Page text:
Only the atomic bomb and the Internet? Wow, your history is really limited. The internet would have never come to be if it wasn't for this thing called the transistor. In fact, the transistor is probably the biggest invention in the 20th century changing everything about everything. Even other inventions before the invention of the transistor were significantly changed with the transistor, e.g. flight (lead to space flight), mass production (lead to automated, robot-based assembly lines), automobiles (computerized engine management systems, airbag systems)... and I can keep going.

Re:Cons and wishful thinking (0)

Anonymous Coward | about 7 years ago | (#20822279)

Don't exaggerate. Plenty of technologies were working fine with tubes. The most significant thing was electrification.

10X improvement (1)

ChrisMaple (607946) | about 7 years ago | (#20822185)

Airplanes. Data transmission rates and electronics in general. Gold when compared to the dollar. Sensitivity of photographic film. All improved by at least 10X during the 20th century.

Re:10X improvement (1)

Wain13001 (1119071) | about 7 years ago | (#20822269)

But did this 10x improvement happen with one invention or alteration of the technology?

I think that was OP's point...not that things don't improve by magnitudes over time, but that they don't tend to suddenly, out of the blue have spontaneous breakthroughs that create massive improvements all at once.

Re:Cons and wishful thinking (1)

NeilTheStupidHead (963719) | about 7 years ago | (#20822651)

I'm afraid I have to disagree on the internet point. The 'net' evolved from a variety of systems already in place over a couple of decades on the short side. I would say that a better second choice for a leap in technology would be the transistor [wikipedia.org] .

...um.... (5, Funny)

i_b_don (1049110) | about 7 years ago | (#20821991)

I don't know about you ... but for ANYTHING radioactive that I'm going to be sticking on my lap I want more than a "modest" amount of shielding thank you very much.

don

Re:...um.... (1)

maxume (22995) | about 7 years ago | (#20822291)

Pretty much anything you might stick on your lap is radioactive.

Good thing that not much of it is dangerously radioactive though.

Scary tag (0)

Anonymous Coward | about 7 years ago | (#20822319)

betaparticlesonyourtesticles -Those battery "incidents" in flight, during conferences etc. should get livelier as well...

Duh! (1)

rolfwind (528248) | about 7 years ago | (#20821995)

Crap, if there were such a thing as a 30 year battery, eletric cars would be no problem along with a lot of other applications that are more important than a notebook, though I would worry about the amount of energy in my lap.

Also, if it had a 30 year charge already built in, I would have to wonder what they would have sold it for?!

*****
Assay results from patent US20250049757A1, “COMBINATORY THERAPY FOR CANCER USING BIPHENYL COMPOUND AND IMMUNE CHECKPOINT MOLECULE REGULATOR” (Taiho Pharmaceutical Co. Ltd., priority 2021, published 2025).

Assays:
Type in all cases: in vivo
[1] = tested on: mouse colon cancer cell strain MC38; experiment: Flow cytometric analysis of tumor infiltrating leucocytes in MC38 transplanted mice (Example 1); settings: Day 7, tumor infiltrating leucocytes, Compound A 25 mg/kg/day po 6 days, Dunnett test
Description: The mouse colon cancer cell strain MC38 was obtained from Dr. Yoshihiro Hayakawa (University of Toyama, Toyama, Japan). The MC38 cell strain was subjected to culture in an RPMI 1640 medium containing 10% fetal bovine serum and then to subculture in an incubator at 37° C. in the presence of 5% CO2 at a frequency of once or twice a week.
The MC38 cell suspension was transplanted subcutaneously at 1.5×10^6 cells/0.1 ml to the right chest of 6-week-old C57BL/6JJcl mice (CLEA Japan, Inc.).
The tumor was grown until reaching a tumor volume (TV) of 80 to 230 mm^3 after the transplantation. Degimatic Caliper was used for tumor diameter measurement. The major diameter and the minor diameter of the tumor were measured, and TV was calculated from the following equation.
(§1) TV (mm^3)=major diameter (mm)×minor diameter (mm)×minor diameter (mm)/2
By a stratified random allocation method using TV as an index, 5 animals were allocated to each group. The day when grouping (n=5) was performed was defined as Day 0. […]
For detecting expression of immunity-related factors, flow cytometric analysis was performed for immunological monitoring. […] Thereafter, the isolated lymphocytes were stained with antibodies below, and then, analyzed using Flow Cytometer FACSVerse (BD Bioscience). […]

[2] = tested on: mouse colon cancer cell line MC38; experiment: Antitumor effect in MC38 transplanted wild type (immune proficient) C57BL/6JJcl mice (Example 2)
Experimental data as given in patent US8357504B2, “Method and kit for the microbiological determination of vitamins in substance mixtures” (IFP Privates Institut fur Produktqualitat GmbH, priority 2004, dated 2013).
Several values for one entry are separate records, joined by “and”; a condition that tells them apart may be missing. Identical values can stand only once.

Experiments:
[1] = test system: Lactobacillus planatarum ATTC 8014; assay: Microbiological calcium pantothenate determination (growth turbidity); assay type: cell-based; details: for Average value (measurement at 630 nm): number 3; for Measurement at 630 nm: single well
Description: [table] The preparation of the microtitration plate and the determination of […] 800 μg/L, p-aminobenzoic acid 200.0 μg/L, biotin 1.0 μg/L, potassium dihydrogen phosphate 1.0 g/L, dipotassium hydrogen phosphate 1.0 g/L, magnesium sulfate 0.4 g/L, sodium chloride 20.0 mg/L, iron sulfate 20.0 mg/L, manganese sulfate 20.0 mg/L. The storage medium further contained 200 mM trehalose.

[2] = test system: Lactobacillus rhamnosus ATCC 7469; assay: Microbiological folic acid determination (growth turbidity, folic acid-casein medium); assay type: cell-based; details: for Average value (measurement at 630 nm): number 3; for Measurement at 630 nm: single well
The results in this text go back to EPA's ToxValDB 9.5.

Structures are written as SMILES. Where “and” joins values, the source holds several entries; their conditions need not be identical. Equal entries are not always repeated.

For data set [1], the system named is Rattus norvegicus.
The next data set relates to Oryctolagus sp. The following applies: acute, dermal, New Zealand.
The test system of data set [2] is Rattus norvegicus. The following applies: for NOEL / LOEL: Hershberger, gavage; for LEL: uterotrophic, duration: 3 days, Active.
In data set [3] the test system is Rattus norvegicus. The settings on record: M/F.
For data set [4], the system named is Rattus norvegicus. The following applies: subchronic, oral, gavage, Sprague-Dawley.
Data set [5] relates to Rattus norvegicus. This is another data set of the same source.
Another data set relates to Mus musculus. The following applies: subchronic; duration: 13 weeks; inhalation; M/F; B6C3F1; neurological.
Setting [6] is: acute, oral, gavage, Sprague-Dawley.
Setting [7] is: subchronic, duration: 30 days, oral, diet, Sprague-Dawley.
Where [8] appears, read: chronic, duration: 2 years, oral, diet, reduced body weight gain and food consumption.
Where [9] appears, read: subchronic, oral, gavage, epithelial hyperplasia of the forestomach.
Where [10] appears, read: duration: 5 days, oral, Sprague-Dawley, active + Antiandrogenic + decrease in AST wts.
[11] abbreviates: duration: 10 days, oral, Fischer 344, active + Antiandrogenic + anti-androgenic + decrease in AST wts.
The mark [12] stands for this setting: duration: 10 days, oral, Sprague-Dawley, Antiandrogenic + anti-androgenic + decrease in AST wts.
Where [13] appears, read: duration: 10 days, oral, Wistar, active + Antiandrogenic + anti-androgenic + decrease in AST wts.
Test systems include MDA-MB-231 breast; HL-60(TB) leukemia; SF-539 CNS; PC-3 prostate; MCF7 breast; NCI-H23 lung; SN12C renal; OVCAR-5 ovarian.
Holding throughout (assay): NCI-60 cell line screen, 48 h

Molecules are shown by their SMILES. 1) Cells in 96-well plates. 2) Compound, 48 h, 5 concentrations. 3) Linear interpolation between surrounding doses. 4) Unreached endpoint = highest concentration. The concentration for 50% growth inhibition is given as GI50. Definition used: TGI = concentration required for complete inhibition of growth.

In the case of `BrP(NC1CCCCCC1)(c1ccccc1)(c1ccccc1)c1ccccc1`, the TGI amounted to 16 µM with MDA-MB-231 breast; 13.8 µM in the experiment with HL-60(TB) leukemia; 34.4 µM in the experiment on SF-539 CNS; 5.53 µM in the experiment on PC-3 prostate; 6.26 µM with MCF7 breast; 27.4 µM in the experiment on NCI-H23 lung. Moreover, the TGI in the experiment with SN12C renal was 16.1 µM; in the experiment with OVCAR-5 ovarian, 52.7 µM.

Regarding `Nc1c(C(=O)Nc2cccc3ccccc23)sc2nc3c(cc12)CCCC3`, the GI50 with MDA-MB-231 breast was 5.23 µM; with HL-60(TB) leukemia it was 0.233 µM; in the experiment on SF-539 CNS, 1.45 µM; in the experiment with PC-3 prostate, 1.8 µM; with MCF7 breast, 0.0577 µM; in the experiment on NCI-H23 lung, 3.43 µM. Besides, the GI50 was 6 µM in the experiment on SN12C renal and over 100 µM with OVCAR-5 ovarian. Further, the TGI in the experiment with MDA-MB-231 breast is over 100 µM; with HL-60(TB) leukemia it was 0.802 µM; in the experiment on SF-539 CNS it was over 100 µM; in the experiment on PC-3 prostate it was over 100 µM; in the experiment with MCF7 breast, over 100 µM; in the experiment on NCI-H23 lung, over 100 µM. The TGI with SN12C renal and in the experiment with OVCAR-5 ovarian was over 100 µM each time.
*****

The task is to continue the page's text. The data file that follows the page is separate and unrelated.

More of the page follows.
Re:Duh! (1)

TheRaven64 (641858) | about 7 years ago | (#20822343)

Not quite true. There are 30-year batteries, and have been for a long time. Both betavoltaic and radioisotope thermoelectric generators fit this description. The problem is that, while they might produce a lot of energy, they don't generate much power. A small betavoltaic cell is going to give a power output on the order of milliwatts. RTGs tend to be higher power than betavoltaics, but since they use isotopes that decay more energetically they need a lot more shielding, which increases their size and weight. A few Soviet lighthouses were built with RTGs. They are great for applications where you don't want to have to supply them with fuel for a long time, but if you want a decent amount of power you need a lot of shielding, or not to put humans too near them. Betavoltaics are a lot safer, since pretty much anything stops beta radiation, but the higher-power beta sources also emit a lot of gamma radiation, which is a lot more of a problem. Now, if you could tune a photovoltaic cell to the wavelength of the gamma ray, you might have a good system, but since this was proposed in the '50s and no one has managed to get a working version that blocks enough of the gamma rays to be useful, I'm not holding my breath.

Hold the phone... (4, Funny)

R2.0 (532027) | about 7 years ago | (#20822013)

Did an editor ACTUALLY CHECK on the facts of a story before posting?

Cue the porcine aviators...

Re:Hold the phone... (1)

porcupine8 (816071) | about 7 years ago | (#20822337)

I thought I was the only one who noticed. Huzzah for actual editing!

Re:Hold the phone... (2, Funny)

TheRaven64 (641858) | about 7 years ago | (#20822375)

It's a tenth anniversary thing. The editors are showing is what Slashdot might have been. Tomorrow they'll post a story that is still recent enough to count as news. Next week it will be back to normal.